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'Sexually aggressive behavior' in males traced to print advertisements

By Catholic Online (NEWS CONSORTIUM)
May 10th, 2013
Catholic Online (www.catholic.org)

If there's a sex crime, an otherwise innocuous advertisement for shaving cream is somehow responsible. Analyzing 527 print ads from popular U.S. men's magazines, such as Wired, Maxim and Golf Digest, researchers at the University of Manitoba in Winnipeg, Canada now say that "macho" advertising could trigger anti-social behavior in young males.

LOS ANGELES, ca (Catholic Online) - They found that 56 percent of the images depicted "hyper-masculine" ideals, which in turn encourages readers to adopt violent or sexually aggressive tendencies.

Playboy, Maxim and Game Informer magazines promoted the hyper-masculine image most aggressively with their ad space. Golf Digest and Fortune contained the least offensive content.

Young, lower-income, and less-educated males were most likely to be influenced by what they saw. "Young men are still learning appropriate gender behaviors, and their beliefs and attitudes can be subtly shaped by [media] images," they explained.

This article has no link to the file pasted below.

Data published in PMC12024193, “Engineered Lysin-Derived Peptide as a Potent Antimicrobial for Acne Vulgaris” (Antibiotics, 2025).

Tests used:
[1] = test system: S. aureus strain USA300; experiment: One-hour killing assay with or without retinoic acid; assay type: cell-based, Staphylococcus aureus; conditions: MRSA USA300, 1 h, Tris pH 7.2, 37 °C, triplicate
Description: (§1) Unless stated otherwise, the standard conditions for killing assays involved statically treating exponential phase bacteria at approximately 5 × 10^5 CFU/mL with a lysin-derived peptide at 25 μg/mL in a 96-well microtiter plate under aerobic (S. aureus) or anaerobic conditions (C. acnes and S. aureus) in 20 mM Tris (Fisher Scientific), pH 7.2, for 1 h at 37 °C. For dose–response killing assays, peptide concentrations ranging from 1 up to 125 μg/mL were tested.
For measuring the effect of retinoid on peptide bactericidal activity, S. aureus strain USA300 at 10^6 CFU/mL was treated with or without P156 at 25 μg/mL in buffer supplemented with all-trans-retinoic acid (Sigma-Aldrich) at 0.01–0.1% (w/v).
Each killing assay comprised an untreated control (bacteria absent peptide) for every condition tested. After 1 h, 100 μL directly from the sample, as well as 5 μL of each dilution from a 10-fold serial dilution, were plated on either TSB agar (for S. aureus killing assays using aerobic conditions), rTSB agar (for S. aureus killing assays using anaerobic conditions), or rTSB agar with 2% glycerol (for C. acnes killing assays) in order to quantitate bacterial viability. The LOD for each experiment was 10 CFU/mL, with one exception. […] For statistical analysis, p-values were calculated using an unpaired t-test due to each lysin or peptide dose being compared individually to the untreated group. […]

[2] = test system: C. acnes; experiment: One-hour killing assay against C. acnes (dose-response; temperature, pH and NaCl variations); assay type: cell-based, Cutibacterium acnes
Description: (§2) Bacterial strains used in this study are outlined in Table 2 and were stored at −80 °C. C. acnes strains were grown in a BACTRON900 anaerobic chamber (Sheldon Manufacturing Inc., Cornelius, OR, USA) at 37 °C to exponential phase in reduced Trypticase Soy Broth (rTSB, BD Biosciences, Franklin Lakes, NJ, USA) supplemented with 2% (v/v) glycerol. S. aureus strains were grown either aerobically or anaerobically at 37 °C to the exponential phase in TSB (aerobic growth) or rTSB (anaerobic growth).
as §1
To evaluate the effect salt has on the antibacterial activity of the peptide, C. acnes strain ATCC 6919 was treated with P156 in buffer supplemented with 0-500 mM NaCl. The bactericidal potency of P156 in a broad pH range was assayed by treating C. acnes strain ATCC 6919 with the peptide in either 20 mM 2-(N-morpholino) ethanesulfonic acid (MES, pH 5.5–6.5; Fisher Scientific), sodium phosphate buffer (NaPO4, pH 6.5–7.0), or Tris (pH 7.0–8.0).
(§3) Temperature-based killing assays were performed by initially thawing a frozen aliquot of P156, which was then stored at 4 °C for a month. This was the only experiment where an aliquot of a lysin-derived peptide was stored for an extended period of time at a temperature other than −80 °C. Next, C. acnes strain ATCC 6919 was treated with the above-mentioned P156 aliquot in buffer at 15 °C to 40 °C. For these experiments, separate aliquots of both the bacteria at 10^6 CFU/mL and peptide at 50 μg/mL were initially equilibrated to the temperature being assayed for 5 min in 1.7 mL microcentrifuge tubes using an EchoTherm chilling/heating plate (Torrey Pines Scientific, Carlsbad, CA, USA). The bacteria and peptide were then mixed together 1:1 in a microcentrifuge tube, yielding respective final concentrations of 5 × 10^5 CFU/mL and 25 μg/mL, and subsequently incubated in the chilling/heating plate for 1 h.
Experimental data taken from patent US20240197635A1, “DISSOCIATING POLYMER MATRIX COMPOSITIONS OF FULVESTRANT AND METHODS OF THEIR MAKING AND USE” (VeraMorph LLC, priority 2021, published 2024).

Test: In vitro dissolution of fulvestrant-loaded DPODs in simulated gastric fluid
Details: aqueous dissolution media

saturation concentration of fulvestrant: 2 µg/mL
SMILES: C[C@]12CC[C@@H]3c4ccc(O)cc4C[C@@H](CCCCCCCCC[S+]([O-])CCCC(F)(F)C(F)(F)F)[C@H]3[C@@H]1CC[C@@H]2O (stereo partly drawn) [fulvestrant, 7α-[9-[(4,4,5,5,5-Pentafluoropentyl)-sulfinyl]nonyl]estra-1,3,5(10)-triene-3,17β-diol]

Age and maturity doesn't escape the influence of these ads, as sexist ads may help reinforce negative thoughts among older readers.

AS published in the science journal Sex Roles, the study took into account 2007 or 2008 issues of Playboy, Field and Stream, Game Informer, Maxim, Esquire, Wired, Fortune and Golf Digest magazine.

"The widespread depiction of hyper-masculinity in men's advertising may be detrimental to both men and society at large," lead study author Megan Vokey said.

Results showed that a significant number of the advertisements portrayed or promoted one or more component of hyper-masculinity, defined as: Toughness, violence, dangerousness and calloused attitudes toward women and sex.

Vokey said she was concerned how these help to normalize unsocial practices. Previous research has linked hyper-masculinity to problems including drug use, violence towards others and dangerous driving.

Not the first piece of research into how men are affected by media messages, a study in 2008 found that male participants exposed to pictures of muscular men were more likely to feel dissatisfied with their own bodies.

"The widespread depiction of hyper-masculinity in men's advertising may be detrimental to both men and society at large," Vokey concluded.


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